What do you think?
Rate this book
352 pages, Kindle Edition
First published December 3, 2019
Once upon a time, I spoke to three dead astronauts. Past, present, future? All so proud, so determined. All so doomed.
Somewhere out in the City, the rest of the foxes were playing. Learning. The duck still stood sentinel. The leviathan lumbered between holding ponds. She spun out into the desert. Blind. Unaware. Reckless. Stripped of sense. Unable in that moment to recover herself. The three dead astronauts behind her.
Chen said: Any theory at this point made as much sense, since no theory made sense. That the fox could be inhabited by an alien intelligence. Or it could be a particularly devious AI wormholing back under the power of a self-made destiny. If the paths were open, porous, then other sorts of doors could open as well. Even though Grayson, the only astronaut among them, said aliens had never been encountered by humankind out in the universe. That human beings never mastered AI.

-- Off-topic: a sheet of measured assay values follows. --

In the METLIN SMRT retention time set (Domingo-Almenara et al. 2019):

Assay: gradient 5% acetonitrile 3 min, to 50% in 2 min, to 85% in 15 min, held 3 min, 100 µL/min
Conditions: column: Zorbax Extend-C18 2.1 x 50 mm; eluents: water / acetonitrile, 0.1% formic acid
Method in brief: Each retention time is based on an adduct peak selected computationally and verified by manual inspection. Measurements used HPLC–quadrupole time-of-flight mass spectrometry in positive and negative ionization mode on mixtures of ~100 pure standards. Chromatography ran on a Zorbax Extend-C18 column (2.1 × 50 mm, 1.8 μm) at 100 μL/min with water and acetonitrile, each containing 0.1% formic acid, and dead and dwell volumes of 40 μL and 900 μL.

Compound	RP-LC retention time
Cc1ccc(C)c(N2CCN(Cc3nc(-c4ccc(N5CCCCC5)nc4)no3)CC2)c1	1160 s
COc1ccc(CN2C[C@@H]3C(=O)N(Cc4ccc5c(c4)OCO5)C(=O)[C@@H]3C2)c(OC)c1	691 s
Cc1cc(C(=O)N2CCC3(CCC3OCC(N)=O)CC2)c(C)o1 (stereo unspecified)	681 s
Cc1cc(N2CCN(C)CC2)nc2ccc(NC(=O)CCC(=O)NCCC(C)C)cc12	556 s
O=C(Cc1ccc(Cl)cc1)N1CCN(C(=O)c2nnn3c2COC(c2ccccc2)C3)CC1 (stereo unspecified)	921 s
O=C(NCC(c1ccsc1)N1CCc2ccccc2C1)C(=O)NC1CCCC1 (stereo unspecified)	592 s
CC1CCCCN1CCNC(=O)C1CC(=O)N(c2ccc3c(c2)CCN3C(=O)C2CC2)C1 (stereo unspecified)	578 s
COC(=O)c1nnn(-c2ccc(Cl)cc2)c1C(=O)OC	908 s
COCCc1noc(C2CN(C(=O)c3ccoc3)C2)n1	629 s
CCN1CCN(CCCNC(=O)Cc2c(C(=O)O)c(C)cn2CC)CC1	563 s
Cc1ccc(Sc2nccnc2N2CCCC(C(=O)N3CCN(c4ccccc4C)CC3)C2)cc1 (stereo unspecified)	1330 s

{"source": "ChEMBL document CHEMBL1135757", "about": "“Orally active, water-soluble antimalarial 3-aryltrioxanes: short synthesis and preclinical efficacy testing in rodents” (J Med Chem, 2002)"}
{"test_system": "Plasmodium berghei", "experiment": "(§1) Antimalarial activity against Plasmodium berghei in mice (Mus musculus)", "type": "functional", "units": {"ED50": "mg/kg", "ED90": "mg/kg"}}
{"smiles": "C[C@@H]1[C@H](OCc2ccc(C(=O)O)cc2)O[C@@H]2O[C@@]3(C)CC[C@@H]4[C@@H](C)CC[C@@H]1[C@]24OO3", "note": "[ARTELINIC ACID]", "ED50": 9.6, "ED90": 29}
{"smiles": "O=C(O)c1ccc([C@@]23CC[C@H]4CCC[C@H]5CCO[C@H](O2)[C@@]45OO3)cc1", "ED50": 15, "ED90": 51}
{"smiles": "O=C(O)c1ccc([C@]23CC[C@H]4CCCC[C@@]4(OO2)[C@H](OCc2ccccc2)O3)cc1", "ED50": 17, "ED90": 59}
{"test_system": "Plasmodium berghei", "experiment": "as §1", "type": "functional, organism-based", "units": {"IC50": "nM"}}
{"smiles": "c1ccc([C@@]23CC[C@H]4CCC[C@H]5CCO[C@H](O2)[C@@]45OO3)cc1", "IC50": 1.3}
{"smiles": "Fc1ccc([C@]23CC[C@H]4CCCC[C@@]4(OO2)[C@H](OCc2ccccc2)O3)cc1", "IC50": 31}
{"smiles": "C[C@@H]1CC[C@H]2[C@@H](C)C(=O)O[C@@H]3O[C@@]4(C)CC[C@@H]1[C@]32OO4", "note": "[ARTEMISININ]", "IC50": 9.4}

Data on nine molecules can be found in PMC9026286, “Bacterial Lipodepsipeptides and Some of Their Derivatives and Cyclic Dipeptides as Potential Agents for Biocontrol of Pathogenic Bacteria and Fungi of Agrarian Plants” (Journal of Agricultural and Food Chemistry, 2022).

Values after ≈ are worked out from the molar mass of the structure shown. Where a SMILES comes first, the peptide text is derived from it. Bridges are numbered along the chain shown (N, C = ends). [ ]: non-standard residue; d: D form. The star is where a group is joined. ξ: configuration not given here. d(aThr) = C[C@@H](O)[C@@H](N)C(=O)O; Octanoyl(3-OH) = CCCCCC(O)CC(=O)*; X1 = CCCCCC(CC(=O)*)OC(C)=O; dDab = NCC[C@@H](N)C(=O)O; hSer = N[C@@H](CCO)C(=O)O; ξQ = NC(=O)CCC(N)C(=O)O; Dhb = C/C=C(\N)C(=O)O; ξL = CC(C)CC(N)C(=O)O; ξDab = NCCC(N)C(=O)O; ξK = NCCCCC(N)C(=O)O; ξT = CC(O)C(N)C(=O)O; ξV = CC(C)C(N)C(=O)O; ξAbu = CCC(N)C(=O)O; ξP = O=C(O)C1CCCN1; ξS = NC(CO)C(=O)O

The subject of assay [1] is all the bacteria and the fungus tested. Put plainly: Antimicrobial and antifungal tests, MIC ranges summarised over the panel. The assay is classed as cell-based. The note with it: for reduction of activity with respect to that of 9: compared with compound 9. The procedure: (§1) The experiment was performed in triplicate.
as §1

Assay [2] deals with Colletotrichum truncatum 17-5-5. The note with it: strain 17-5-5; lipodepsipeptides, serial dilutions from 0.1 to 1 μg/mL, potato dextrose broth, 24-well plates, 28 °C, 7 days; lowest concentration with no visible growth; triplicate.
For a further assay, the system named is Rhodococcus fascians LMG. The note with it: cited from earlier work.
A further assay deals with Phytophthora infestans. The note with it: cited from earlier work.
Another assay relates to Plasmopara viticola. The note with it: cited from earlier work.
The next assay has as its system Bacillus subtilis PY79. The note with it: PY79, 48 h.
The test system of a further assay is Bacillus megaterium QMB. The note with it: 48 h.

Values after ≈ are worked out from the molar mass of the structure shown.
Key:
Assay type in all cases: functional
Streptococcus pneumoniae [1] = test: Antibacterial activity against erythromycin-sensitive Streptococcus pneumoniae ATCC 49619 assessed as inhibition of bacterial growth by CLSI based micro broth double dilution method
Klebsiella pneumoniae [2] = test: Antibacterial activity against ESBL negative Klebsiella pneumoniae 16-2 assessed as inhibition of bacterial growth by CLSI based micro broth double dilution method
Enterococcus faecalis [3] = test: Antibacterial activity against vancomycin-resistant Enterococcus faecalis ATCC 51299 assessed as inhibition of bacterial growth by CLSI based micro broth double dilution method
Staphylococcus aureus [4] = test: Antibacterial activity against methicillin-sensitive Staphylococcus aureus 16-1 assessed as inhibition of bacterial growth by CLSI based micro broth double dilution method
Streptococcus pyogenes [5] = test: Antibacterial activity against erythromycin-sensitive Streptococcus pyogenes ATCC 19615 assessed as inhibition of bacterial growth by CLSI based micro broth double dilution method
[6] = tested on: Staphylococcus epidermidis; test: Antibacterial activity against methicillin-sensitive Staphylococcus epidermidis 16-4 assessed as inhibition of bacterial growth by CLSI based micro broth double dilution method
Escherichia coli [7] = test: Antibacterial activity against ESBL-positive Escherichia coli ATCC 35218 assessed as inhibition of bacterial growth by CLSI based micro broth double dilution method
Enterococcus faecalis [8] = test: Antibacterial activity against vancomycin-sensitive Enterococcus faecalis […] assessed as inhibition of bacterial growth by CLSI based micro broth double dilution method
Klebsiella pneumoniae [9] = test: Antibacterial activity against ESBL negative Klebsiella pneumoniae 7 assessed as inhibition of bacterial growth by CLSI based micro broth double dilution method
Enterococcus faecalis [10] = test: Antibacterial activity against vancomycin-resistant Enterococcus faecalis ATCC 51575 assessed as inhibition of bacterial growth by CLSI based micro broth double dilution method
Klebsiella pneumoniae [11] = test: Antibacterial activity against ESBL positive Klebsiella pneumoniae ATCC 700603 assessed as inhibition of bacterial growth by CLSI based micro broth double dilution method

Dark bird. Dark secret. They knew not what it hid, what was artifice and what was content. Peel away that layer, find a deeper monster still.
A creator who no longer remembered the creation: Wasn't that one definition of a god?
Moss couldn't extend the field. But, at a price, she could become a door – they walked through her and she followed, and wasn't that the definition of sacrifice?
What was a person but someone who turned monstrous, anyway? What was a person, in Moss' experience, but a kind of monster.
A soul is just a delusion that lives in the body. No delusion survives death. Death is more honest than that.
Behemoth could no longer. Had no. Become Leviathan. Ravenous a sacrifice to Nocturnalia. Hunger an empty stomach that felt full. Tried to remember and forget: Nocturnalia. The house on the hill. Nocturnalia: The tidal pools that must be holding ponds. Cool nothing of mud against the hot itch of scales enflamed by rheum and cracks, comfort against battle scars under the stars, the night surcease, too, a different kind. In kind.
In the end, if you change the enemy enough, if you wear them down, perhaps losing is good enough.This is pretty trippy. I'm more certain than ever that the cover art on these VanderMeer books are representative of the content. Dead Astronauts is a wibbily wobbly, time-wimey Borne universe adventure. Get lost. Find yourself again. Looping. Catching a new thread and weaving.
The sentimental tale. The tale you always need to care. Which shows you don't care. Why we don't care if you care.
Nothing simple about a person who loved the sea so much she couldn't live without it.
But in the end, joy cannot fend off evil. Joy can only remind you why you fight.